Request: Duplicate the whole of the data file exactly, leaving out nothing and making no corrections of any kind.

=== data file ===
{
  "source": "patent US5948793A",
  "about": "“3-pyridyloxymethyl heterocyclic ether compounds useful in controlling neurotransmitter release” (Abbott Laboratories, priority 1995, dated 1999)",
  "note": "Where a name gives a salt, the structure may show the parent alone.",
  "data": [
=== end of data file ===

{
  "source": "patent US5948793A",
  "about": "“3-pyridyloxymethyl heterocyclic ether compounds useful in controlling neurotransmitter release” (Abbott Laboratories, priority 1995, dated 1999)",
  "note": "Where a name gives a salt, the structure may show the parent alone.",
  "data": [